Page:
In the news
The little online encyclopaedia that could
Benjamin Mako Hill
, free culture activist and Wikimedian, presented his findings on early online encyclopaedias at Harvard University last week.
In a speech to the Berkman Center for Internet and Society, Wikimedia Foundation Advisory Board member Benjamin Mako Hill (userpage) outlined the preliminary results of his research into why Wikipedia ultimately thrived where seven pre-existing online encyclopaedias foundered; Interpedia, (1993–94); The Distributed Encyclopedia (1997–98); Everything2 (1998–present); h2g2 (1999–present); The Info Network (2000–03); Nupedia (2000–03); and GNUpedia (founded in 2001, later incorporated into Nupedia).
Covering the event for the Nieman Journalism Lab (reprinted in Business Insider), Megan Garber summarises how Hill, a PhD candidate at MIT, interviewed project founders and trawled archival data in an attempt to form hypotheses which would explain why this one project succeeded in attaining critical mass while the others failed. This methodology of using "failure cases" to understand the rise of successful collective action projects is a larger concern of the researcher; a subsequent project will test the hypotheses using quantitative database analysis.
While all examples he looked at shared a similar collaborative ethos, the critical factor Hill identified in Wikipedia's relative success was that it alone attracted masses of contributors. He attributed this in part to Wikipedia's self-characterisation as an encyclopaedia, which provided a model of a resource that was easily understandable by potential contributors, many of whom were highly literate infovores raised on an educational diet of Encyclopaedia Britannica and World Book Encyclopedia. Not only were traditional encyclopaedias a familiar end-product; they were an "epistemic frame", a way of systematically conceiving of and presenting knowledge. This is what Wikipedia retains, where other projects sought to innovate and adapt to the new environment of the web in ways that were less successful in attracting contributors.
A second counterintuitive reason for Wikipedia's success advanced by Hill was its lack of technological sophistication and ambition; every other encyclopaedia built its own technology but neglected to seed its contributor base, expecting volunteers to flock to its attractive platform. Further explanations proffered include Wikipedia's ease-of-editing ("low transaction costs") and the emphatic absence of visible attribution of content to its creators, which Hill speculates discouraged an ownership mentality and a sense of expectation that every participant need commit to sustained engagement or high-quality contributions.
There’s some good food for thought for news organizations in those findings. If you want user contributions, build platforms that are familiar and easy. Lower the barriers to participation; focus on helping users to understand what you want from them rather than on dazzling them. Though gamification — with incentives that encourage certain user behaviors, complete with individual rewards (badges! titles! mayors!) — certainly has a role to play in the new news ecosystem, Hill’s findings suggest that the inverse of game dynamics can be a powerful force, as well. His research highlights the value of platforms that invite rather than challenge — and the validity of contributions made for the collective good rather than the individual.
addresses Wikimania 2011 in Haifa (video
). He writes
that Wikipedia's biggest gift is "a way of looking at the world around us and seeing the possibility of effective human cooperation, on really complex, large projects, without relying on either market or government processes."
A new book by Yochai Benkler – Internet scholar, Harvard University lecturer, and co-director of the Berkman Center for Internet and Society – sets out to demolish the widely held notion that humans are motivated primarily by narrowly construed self-interest.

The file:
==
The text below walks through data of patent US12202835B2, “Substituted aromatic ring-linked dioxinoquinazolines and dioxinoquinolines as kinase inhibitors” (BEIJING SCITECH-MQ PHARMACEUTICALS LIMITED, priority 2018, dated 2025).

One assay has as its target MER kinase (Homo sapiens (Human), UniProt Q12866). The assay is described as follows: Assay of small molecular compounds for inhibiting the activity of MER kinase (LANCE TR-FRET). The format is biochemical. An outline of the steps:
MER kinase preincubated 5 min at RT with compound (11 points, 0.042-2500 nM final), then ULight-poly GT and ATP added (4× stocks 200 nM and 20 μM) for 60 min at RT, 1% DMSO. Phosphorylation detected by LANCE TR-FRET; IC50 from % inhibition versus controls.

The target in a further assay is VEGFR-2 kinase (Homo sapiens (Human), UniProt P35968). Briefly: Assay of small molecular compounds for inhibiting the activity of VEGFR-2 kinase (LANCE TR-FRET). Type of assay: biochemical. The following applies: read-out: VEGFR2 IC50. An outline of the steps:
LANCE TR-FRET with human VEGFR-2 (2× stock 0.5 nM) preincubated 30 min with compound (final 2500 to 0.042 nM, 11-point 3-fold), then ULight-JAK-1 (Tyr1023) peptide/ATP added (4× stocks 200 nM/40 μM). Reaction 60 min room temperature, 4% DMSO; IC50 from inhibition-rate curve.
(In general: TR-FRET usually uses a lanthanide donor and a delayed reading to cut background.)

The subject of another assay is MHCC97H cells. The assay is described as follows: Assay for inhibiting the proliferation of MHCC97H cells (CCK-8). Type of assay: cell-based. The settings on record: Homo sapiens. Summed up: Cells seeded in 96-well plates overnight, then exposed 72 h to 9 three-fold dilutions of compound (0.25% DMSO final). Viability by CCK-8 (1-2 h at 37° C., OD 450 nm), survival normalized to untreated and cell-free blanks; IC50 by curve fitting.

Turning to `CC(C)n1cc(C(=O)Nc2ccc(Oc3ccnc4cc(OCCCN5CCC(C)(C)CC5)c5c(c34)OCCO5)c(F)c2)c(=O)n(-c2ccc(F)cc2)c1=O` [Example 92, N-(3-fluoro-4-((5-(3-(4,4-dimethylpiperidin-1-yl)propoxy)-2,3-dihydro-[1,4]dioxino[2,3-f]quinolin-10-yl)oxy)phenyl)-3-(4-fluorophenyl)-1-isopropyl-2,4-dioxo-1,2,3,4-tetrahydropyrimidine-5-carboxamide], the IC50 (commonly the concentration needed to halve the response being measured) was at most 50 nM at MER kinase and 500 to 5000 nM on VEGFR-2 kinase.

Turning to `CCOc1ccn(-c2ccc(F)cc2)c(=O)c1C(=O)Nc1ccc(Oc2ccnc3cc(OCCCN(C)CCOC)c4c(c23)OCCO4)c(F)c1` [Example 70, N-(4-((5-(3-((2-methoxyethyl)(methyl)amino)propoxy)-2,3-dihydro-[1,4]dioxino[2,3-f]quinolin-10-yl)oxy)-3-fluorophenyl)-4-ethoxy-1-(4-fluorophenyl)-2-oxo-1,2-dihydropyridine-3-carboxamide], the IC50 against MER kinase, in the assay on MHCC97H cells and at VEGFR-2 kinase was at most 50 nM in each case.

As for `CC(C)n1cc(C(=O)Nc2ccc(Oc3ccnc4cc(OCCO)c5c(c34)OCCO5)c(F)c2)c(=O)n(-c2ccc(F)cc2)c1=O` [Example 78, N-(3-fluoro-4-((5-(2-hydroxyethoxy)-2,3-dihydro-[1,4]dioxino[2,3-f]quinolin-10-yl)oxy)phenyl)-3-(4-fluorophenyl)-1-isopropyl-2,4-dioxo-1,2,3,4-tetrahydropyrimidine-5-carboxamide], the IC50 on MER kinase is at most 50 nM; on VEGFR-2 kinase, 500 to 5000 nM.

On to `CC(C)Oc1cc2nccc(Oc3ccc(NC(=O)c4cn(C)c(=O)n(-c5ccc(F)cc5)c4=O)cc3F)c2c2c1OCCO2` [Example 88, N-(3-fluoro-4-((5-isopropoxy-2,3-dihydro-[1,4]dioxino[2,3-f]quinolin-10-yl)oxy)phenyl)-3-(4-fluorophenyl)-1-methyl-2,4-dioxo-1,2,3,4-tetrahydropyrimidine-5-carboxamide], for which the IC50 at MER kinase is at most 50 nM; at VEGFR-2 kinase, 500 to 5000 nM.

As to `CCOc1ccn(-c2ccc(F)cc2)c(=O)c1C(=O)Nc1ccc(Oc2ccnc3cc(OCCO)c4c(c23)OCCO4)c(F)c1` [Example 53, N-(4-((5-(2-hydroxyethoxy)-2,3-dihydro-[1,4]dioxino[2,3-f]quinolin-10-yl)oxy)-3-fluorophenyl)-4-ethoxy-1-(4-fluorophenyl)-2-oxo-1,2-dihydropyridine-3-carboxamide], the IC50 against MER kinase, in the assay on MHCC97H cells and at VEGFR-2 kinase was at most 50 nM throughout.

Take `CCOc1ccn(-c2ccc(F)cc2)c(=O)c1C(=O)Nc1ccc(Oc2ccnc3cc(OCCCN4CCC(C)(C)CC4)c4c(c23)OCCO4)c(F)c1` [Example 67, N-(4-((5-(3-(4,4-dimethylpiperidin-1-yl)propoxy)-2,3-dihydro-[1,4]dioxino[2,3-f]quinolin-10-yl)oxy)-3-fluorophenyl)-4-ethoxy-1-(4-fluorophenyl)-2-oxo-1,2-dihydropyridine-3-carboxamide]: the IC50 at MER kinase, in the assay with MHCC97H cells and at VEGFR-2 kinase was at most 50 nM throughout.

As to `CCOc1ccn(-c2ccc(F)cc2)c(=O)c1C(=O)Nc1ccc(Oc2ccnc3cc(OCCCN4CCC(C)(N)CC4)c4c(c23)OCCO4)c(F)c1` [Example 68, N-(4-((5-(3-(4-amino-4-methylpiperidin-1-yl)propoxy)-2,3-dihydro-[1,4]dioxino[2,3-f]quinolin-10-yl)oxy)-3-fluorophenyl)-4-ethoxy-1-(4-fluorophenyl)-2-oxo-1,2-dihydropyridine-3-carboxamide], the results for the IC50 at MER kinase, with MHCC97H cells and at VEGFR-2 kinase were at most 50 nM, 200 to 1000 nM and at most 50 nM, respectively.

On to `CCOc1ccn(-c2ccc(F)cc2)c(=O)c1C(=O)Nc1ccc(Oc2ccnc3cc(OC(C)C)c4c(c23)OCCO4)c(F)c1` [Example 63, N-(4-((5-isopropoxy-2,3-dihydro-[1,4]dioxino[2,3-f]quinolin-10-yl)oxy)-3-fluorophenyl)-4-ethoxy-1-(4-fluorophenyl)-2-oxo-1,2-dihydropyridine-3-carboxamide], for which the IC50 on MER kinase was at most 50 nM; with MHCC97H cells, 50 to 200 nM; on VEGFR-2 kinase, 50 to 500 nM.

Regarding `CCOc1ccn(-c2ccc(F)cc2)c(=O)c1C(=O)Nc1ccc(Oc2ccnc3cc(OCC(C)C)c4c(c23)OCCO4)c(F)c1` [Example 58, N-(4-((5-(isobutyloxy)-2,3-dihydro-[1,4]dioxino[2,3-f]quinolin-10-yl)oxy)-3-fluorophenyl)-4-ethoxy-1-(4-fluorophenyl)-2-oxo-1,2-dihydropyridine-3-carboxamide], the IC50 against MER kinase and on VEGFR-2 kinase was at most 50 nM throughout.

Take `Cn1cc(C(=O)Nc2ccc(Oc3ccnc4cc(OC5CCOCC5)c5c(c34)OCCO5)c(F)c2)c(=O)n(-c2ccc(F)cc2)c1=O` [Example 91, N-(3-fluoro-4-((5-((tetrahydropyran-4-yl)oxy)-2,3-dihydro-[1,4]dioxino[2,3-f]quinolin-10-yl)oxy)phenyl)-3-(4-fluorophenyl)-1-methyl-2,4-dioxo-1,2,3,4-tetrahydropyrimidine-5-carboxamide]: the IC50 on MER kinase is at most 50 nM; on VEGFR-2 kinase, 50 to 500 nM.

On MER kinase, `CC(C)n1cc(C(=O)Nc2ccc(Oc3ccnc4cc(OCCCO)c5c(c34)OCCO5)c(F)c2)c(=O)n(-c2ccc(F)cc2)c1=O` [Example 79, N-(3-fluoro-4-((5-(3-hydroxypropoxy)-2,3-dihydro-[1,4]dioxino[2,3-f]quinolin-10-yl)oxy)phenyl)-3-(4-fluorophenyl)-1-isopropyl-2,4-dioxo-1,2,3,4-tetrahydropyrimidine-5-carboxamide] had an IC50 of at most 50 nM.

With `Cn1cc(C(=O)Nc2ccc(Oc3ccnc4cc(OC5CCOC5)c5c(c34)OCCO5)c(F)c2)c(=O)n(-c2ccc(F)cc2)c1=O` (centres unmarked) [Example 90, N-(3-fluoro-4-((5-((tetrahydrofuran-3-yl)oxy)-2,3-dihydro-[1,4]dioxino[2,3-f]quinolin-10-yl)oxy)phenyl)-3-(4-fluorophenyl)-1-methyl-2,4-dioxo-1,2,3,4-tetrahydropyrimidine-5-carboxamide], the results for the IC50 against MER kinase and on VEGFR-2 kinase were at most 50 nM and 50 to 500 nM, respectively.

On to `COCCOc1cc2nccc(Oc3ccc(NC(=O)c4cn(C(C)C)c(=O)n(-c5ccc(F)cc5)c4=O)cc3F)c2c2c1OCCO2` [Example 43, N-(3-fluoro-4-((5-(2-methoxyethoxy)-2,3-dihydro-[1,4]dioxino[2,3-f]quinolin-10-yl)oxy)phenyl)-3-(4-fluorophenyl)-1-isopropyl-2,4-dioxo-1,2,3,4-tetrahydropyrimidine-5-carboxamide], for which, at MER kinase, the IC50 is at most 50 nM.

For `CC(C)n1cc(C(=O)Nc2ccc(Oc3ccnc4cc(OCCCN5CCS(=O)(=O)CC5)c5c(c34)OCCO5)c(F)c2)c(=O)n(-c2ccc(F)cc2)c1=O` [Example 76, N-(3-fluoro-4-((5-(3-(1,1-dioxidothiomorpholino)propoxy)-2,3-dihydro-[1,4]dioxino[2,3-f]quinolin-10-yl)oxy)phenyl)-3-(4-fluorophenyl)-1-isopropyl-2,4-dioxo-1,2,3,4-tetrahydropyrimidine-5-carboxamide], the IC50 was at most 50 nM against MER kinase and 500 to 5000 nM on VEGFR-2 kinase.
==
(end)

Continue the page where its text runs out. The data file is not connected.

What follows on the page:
Reviewing Benkler's The Penguin and the Leviathan (2011) for The Atlantic, Walter Frick frames the question posed by the book as "Can the Internet bring the beginning of the end of selfishness?", noting the author's use of Wikipedia as the canonical example of a thriving culture of human collaboration that performs a complex task beyond the realms of commerce and government.
Benkler originally discussed the motivations of Wikipedians in his 2006 analysis of informational economics in the Internet age The Wealth of Networks – a pun on Adam Smith's canonical The Wealth of Nations (1776). In The Penguin and the Leviathan he elaborates on this to advance the case that selfishness alone cannot account for what moves economic agents. Frick, hailing Benkler as "one of the preeminent philosophers of the Internet", believes his thesis is something to which most readers are likely to be open to; at the same time, Frick says, Benkler's views are in stark contrast with the tenets of mainstream economics, which have long held to the assumption of rational self-interest.
Benkler's counterposes "the Penguin" (standing for voluntary mass collaboration and named for Tux, the mascot of the open-source operating system Linux) with market-based models ("the Invisible Hand") and the state ("the Leviathan"); in doing so, he calls for the adoption of co-operation rather than competition or coercion as the primary social paradigm. Benkler writes: "If neither the command-control systems dictated by the Leviathan nor the Invisible Hand of the free market can effectively govern society, where shall we turn? Can the Penguin deliver us more robust, working social and economic systems that break us out of this vicious cycle? I believe that he can."
Benkler offers "design levers" – guidelines for aspirant practitioners of co-operation; but Frick finds little in the way of a macroeconomic plan of action in the Penguin model, concluding that translating these design levers into a formal economic model is both daunting and utterly necessary. Perhaps this echoes the maxim that Wikipedia works only in practice, not in theory.
Costly robo-books in the spotlight
In The New York Times, Pagan Kennedy asked Do androids dream of electric authors?, in reference to the expensive print-on-demand books algorithmically assembled from Wikipedia articles by the notorious VDM Publishing. As well as highlighting the ethically murky practices of the publisher, whose modest disclosure of its source material can often go unnoticed by unsuspecting readers and librarians, the piece covered the growing phenomenon of artificial intelligence replacing traditionally human roles such as book editing. The journalist learned from managing director of the firm, Wolfgang Philipp Müller, that they sold 3,000 of these "wiki-books" of freely licenced content annually at an average price of $50.